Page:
This time of year, though it’s cold, wet and miserable, is a metaphorically sunny one for beekeepers. For it’s far too early to be bothered with doing anything, and although those rueful lists of all the things we forgot to buy in the sales keep appearing, unwritten, in our minds, they can safely be ignored in February. If Christmas and/or Self-Assessment haven’t robbed us of what we had, they’ll have forcibly reminded us of what we haven’t. That’s why now is traditionally the time when beekeepers enjoy a few days on the Devon Coast, or somewhere equally bracing, to restore minds and bodies sorely ravaged by the labours of last Season.
For the stay-at-homes, those for whom even that hope has been stolen by relatives or the Inland Revenue, there are a few things we can do to either salve what consciences we have, or get us out of the house, which are no doubt covered in sober detail elsewhere. We can go and see if our hives have been stolen and, if they haven’t, lift the lids and see if the bees have eaten all their fondant yet. We might even clean the floors, if we’re wise enough to have mesh that slides out. Because, though our bees are usually good at clearing away the dear little corpses, at this time of year there’s a shortage of labour. And, as often as not, those dear little corpses will be stuck to the floor in a delicious ooze of suppurating candy, which would make them tricky enough to shift even if the dear departed hadn’t got their lovely legs woven through the mesh as if on purpose. Scraping them off is a useful task, both hygienically and morally.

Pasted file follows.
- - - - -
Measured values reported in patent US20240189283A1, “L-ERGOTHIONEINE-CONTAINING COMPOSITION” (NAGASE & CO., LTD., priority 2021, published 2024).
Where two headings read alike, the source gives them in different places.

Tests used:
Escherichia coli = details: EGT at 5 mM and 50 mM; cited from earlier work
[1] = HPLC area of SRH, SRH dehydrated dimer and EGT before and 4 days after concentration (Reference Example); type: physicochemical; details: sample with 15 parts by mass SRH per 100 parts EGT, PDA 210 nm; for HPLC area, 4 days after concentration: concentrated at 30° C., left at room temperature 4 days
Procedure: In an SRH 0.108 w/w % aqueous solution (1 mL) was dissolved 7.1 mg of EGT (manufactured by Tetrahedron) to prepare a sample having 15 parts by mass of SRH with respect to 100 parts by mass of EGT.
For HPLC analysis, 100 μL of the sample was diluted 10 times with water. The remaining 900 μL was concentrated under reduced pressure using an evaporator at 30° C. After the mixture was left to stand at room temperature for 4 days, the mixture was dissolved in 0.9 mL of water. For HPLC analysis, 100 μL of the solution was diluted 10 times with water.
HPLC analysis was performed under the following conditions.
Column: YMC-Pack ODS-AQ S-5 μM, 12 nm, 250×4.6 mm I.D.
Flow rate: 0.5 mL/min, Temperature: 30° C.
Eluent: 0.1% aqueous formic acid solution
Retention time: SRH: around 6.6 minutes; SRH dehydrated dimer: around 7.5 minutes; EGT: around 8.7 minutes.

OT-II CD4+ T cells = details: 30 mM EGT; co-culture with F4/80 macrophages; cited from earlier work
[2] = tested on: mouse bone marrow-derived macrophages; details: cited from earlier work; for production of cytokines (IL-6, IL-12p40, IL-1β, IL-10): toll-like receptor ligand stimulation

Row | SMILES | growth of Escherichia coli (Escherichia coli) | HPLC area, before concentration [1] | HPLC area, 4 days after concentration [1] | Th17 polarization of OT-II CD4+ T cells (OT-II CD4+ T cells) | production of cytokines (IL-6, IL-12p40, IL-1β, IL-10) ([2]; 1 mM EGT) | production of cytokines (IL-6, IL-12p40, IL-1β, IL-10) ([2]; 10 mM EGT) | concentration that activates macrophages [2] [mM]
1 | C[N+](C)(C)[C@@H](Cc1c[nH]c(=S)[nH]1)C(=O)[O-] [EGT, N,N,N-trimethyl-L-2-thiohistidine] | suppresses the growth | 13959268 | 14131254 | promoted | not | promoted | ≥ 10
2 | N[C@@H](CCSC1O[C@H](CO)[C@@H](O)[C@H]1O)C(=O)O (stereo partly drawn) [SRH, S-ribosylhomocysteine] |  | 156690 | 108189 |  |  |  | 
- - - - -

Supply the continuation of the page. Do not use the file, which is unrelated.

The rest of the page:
But, apart from those minor chores, we can sit back and take languid pride in our achievements. First, because idleness and the appearance of idleness are two very different things and, by now, we should have found the knack of surrounding ourselves with serious-looking books, leaving copies of syllabi lying about as if we planned to read them, and cluttering front rooms and airing cupboards with all the vital, mysterious and busy-looking paraphernalia of the industrious beekeeper. Second, because we’ve yet to make any serious mistakes so far this year, and that’s something to be celebrated, however briefly.
This year has been especially kind to the idle, on account of weather that’s made it impossible to step outdoors without both waterproofs and grim necessity, while remaining what the forecasters call mild. This has had two, more or less profound, effects. The first is that our bees, which are able to cunningly exploit fragments of sunshine too short to be visible to humans, have done some of their own foraging for a change. Whether bees feel guilt, or even a sense of decency, is open to debate, but it’s nice to think the possibility remains.
The second is that our bees have had more opportunity than usual to catch and foment each and every possible variety of pest and disease, thus preparing themselves for a proper bout of spring dwindling. It’s sad, but it does happen. And so the wise beekeeper, not being of a chicken-counting or fate-tempting turn of mind, will not see the need to buy and hammer up dozens of frames on the off-chance they’ll still have colonies to shake or Bailey change. It may be different in March, or August, or whenever the frisky Spring turns up, but now it’s all tea and biscuits and the idle contemplation of the NBUs merry warnings of Imminent Death, and that’s exactly as it should be.
Sadly, the bees aren’t necessarily so idle. In many ways, that’s a good thing, for a good part of the human-bee relationship relies on the bees doing most of the work. But it does mean that if we’re not worrying about disease, we’re worrying about management, as healthy bees can be as much of a wholesale nuisance as sick ones. Those with calendars will see that they’ll have been building up for about six weeks now, and if we’ve obeyed the guidance and have them down on single-brood, with shook swarms or Bailey changes planned for some indefinable point perhaps towards the end of March, it might be useful to add to our idle contemplations the cheery reminiscence that, only a couple of years ago, the first swarms pitched up in February.